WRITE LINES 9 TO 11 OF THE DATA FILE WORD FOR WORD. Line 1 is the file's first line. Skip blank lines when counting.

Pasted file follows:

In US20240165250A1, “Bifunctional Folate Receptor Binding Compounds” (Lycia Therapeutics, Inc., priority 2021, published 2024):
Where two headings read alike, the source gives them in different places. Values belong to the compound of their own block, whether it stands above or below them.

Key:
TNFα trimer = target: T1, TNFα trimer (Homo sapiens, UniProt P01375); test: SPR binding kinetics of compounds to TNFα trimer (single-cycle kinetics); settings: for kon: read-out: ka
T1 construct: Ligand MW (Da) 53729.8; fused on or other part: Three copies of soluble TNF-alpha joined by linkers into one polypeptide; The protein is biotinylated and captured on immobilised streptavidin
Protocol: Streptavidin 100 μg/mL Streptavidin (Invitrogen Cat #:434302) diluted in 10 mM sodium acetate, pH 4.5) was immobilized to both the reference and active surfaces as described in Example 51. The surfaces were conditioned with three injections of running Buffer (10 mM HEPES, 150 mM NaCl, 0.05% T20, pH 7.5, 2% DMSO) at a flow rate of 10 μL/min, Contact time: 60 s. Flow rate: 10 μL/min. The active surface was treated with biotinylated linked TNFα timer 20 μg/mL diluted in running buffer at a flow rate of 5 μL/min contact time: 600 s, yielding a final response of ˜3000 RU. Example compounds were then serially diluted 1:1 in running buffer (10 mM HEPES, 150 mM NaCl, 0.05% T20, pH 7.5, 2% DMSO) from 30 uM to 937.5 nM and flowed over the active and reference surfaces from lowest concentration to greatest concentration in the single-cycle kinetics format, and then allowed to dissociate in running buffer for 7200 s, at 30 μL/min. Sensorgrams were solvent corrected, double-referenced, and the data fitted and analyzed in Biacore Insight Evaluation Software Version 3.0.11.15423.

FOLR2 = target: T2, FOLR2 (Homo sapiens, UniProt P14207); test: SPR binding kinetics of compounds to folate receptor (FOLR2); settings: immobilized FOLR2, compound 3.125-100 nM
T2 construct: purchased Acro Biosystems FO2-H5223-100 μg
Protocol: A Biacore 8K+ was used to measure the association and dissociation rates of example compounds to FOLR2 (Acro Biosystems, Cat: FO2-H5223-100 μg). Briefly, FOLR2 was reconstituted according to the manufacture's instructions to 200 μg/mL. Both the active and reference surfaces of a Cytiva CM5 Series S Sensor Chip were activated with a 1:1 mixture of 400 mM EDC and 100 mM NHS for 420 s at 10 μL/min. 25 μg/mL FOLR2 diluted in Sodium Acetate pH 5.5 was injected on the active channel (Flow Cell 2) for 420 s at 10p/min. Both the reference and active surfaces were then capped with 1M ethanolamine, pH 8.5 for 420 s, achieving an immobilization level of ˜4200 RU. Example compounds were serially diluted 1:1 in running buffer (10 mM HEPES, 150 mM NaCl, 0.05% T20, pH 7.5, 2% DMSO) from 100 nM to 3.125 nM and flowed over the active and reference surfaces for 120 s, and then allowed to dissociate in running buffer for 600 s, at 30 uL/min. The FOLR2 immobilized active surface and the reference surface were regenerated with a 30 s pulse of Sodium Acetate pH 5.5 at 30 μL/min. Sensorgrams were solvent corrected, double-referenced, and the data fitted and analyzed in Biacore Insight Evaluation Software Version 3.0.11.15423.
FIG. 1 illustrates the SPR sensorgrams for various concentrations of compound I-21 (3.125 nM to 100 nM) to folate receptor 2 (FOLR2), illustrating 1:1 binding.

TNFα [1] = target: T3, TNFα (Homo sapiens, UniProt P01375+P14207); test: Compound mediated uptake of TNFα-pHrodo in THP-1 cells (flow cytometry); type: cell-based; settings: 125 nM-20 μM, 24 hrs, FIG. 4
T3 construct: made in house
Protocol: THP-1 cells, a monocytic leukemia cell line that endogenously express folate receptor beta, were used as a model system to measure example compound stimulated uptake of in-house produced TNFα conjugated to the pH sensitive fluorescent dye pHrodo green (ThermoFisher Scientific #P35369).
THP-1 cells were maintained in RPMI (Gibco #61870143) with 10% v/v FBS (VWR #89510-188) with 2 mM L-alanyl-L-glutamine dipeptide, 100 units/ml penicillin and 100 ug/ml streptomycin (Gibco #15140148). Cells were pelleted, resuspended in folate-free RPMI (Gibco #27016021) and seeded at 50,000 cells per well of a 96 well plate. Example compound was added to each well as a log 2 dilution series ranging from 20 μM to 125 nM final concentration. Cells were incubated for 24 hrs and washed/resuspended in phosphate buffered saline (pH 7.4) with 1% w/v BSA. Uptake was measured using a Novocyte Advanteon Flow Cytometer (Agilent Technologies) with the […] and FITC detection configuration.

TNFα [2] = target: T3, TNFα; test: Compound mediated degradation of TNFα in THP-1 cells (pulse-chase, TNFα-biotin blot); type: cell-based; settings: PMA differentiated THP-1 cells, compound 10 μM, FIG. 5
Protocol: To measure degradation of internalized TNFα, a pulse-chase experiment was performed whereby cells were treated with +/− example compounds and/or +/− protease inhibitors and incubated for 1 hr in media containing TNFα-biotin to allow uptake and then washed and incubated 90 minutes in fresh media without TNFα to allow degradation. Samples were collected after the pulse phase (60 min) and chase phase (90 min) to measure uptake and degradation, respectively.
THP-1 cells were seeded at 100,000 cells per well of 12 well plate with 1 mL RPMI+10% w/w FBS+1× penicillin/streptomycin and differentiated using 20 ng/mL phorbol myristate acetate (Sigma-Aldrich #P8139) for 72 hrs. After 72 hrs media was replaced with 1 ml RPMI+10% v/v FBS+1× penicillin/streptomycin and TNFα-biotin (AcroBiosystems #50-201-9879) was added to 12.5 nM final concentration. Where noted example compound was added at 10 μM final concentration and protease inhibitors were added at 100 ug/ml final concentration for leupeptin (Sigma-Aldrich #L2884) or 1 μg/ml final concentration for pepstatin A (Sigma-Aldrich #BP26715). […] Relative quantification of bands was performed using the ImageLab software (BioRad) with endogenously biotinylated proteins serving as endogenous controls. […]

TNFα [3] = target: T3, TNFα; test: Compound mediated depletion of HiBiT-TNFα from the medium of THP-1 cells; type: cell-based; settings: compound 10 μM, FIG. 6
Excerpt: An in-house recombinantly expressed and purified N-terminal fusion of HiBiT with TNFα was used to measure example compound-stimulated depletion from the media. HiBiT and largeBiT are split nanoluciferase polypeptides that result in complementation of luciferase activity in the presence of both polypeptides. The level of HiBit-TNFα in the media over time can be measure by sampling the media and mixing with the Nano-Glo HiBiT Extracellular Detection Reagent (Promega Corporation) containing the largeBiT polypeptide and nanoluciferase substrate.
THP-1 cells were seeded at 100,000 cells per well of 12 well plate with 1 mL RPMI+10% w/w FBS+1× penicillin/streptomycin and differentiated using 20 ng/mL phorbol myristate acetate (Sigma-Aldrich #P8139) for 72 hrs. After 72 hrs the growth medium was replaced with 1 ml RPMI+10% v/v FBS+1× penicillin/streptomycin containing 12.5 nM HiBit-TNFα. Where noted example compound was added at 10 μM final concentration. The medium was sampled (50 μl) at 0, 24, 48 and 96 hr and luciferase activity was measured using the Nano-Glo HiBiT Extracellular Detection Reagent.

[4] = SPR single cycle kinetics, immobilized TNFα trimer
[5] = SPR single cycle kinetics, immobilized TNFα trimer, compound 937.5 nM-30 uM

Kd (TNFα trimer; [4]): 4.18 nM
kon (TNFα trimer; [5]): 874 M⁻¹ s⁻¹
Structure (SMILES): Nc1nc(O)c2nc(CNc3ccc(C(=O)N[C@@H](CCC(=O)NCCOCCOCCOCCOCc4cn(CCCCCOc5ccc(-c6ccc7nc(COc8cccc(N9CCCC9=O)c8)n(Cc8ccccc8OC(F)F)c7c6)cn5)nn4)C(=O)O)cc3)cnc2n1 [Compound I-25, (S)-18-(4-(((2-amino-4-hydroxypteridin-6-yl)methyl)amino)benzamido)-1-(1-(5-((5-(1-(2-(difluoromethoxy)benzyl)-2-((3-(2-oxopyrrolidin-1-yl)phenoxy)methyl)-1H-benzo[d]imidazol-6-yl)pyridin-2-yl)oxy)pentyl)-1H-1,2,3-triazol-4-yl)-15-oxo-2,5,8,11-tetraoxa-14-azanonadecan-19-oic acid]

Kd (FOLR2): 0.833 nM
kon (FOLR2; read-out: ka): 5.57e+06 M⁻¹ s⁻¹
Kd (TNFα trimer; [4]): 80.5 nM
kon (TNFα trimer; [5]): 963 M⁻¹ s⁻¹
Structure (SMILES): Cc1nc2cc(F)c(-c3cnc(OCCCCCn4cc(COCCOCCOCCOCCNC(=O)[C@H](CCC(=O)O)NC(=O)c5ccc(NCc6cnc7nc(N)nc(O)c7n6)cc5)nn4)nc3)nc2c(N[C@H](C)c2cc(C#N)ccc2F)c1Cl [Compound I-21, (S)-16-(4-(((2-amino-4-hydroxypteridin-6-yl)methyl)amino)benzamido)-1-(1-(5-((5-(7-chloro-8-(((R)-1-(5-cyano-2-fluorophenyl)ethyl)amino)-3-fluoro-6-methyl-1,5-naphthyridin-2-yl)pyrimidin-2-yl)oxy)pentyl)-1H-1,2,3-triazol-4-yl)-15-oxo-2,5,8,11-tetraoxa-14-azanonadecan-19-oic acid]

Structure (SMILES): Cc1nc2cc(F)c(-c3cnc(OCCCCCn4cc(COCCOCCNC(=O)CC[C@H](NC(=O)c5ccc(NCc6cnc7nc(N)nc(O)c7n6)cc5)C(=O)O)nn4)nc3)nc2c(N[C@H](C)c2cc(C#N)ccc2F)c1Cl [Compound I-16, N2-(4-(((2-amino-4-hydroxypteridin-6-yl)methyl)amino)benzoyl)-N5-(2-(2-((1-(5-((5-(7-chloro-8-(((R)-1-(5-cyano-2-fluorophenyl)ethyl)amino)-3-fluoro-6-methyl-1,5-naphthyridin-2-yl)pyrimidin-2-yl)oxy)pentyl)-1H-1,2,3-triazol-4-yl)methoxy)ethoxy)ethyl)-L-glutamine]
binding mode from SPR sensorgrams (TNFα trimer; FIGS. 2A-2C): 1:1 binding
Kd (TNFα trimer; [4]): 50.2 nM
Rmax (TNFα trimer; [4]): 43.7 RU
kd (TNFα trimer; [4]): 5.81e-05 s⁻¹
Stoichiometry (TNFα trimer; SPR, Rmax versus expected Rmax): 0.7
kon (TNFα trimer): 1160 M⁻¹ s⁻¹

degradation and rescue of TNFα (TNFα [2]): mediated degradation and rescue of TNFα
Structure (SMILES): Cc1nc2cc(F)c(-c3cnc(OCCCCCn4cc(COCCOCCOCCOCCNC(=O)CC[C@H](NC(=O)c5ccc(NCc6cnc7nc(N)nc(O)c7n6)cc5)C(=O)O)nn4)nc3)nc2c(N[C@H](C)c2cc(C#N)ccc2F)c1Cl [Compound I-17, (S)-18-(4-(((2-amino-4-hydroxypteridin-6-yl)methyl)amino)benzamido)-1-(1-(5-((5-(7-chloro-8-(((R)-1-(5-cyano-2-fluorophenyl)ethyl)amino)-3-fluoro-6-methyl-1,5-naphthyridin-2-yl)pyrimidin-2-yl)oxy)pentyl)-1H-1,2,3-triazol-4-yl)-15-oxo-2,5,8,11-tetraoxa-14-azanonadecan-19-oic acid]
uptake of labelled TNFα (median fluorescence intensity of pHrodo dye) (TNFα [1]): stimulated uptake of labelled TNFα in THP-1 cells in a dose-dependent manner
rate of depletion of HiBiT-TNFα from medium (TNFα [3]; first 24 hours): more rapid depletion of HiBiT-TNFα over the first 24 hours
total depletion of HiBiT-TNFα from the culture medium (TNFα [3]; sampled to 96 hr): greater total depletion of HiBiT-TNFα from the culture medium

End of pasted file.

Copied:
Protocol: A Biacore 8K+ was used to measure the association and dissociation rates of example compounds to FOLR2 (Acro Biosystems, Cat: FO2-H5223-100 μg). Briefly, FOLR2 was reconstituted according to the manufacture's instructions to 200 μg/mL. Both the active and reference surfaces of a Cytiva CM5 Series S Sensor Chip were activated with a 1:1 mixture of 400 mM EDC and 100 mM NHS for 420 s at 10 μL/min. 25 μg/mL FOLR2 diluted in Sodium Acetate pH 5.5 was injected on the active channel (Flow Cell 2) for 420 s at 10p/min. Both the reference and active surfaces were then capped with 1M ethanolamine, pH 8.5 for 420 s, achieving an immobilization level of ˜4200 RU. Example compounds were serially diluted 1:1 in running buffer (10 mM HEPES, 150 mM NaCl, 0.05% T20, pH 7.5, 2% DMSO) from 100 nM to 3.125 nM and flowed over the active and reference surfaces for 120 s, and then allowed to dissociate in running buffer for 600 s, at 30 uL/min. The FOLR2 immobilized active surface and the reference surface were regenerated with a 30 s pulse of Sodium Acetate pH 5.5 at 30 μL/min. Sensorgrams were solvent corrected, double-referenced, and the data fitted and analyzed in Biacore Insight Evaluation Software Version 3.0.11.15423.
FIG. 1 illustrates the SPR sensorgrams for various concentrations of compound I-21 (3.125 nM to 100 nM) to folate receptor 2 (FOLR2), illustrating 1:1 binding.

TNFα [1] = target: T3, TNFα (Homo sapiens, UniProt P01375+P14207); test: Compound mediated uptake of TNFα-pHrodo in THP-1 cells (flow cytometry); type: cell-based; settings: 125 nM-20 μM, 24 hrs, FIG. 4